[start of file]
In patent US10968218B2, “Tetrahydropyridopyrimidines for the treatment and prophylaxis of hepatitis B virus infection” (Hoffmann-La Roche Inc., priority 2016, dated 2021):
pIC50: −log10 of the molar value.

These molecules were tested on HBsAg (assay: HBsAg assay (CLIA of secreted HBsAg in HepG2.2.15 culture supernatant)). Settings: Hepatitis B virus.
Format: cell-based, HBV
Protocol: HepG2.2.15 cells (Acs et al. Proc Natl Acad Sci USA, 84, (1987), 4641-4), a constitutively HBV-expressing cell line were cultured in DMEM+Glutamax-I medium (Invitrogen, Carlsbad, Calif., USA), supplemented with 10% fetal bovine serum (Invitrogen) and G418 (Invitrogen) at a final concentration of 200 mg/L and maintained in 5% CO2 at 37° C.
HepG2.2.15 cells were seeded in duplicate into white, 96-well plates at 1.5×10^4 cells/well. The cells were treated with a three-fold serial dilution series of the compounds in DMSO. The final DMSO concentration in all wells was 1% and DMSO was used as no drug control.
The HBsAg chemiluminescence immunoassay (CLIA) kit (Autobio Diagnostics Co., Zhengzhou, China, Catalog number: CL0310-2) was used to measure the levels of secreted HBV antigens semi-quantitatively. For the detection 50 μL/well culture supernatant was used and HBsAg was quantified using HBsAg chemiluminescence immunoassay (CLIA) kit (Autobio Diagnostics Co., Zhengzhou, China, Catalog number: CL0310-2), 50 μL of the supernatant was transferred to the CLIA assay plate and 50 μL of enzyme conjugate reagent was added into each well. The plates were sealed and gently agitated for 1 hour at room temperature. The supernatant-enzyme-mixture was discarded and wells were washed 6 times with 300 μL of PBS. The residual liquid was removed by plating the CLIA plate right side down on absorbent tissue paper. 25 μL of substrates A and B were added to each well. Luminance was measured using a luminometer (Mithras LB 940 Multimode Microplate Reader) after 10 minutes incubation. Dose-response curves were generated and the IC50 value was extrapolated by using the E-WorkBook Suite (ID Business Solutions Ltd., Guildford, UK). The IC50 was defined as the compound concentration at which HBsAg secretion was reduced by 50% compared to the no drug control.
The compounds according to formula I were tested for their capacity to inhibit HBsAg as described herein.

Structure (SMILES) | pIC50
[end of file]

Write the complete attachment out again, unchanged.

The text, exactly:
In patent US10968218B2, “Tetrahydropyridopyrimidines for the treatment and prophylaxis of hepatitis B virus infection” (Hoffmann-La Roche Inc., priority 2016, dated 2021):
pIC50: −log10 of the molar value.

These molecules were tested on HBsAg (assay: HBsAg assay (CLIA of secreted HBsAg in HepG2.2.15 culture supernatant)). Settings: Hepatitis B virus.
Format: cell-based, HBV
Protocol: HepG2.2.15 cells (Acs et al. Proc Natl Acad Sci USA, 84, (1987), 4641-4), a constitutively HBV-expressing cell line were cultured in DMEM+Glutamax-I medium (Invitrogen, Carlsbad, Calif., USA), supplemented with 10% fetal bovine serum (Invitrogen) and G418 (Invitrogen) at a final concentration of 200 mg/L and maintained in 5% CO2 at 37° C.
HepG2.2.15 cells were seeded in duplicate into white, 96-well plates at 1.5×10^4 cells/well. The cells were treated with a three-fold serial dilution series of the compounds in DMSO. The final DMSO concentration in all wells was 1% and DMSO was used as no drug control.
The HBsAg chemiluminescence immunoassay (CLIA) kit (Autobio Diagnostics Co., Zhengzhou, China, Catalog number: CL0310-2) was used to measure the levels of secreted HBV antigens semi-quantitatively. For the detection 50 μL/well culture supernatant was used and HBsAg was quantified using HBsAg chemiluminescence immunoassay (CLIA) kit (Autobio Diagnostics Co., Zhengzhou, China, Catalog number: CL0310-2), 50 μL of the supernatant was transferred to the CLIA assay plate and 50 μL of enzyme conjugate reagent was added into each well. The plates were sealed and gently agitated for 1 hour at room temperature. The supernatant-enzyme-mixture was discarded and wells were washed 6 times with 300 μL of PBS. The residual liquid was removed by plating the CLIA plate right side down on absorbent tissue paper. 25 μL of substrates A and B were added to each well. Luminance was measured using a luminometer (Mithras LB 940 Multimode Microplate Reader) after 10 minutes incubation. Dose-response curves were generated and the IC50 value was extrapolated by using the E-WorkBook Suite (ID Business Solutions Ltd., Guildford, UK). The IC50 was defined as the compound concentration at which HBsAg secretion was reduced by 50% compared to the no drug control.
The compounds according to formula I were tested for their capacity to inhibit HBsAg as described herein.

Structure (SMILES) | pIC50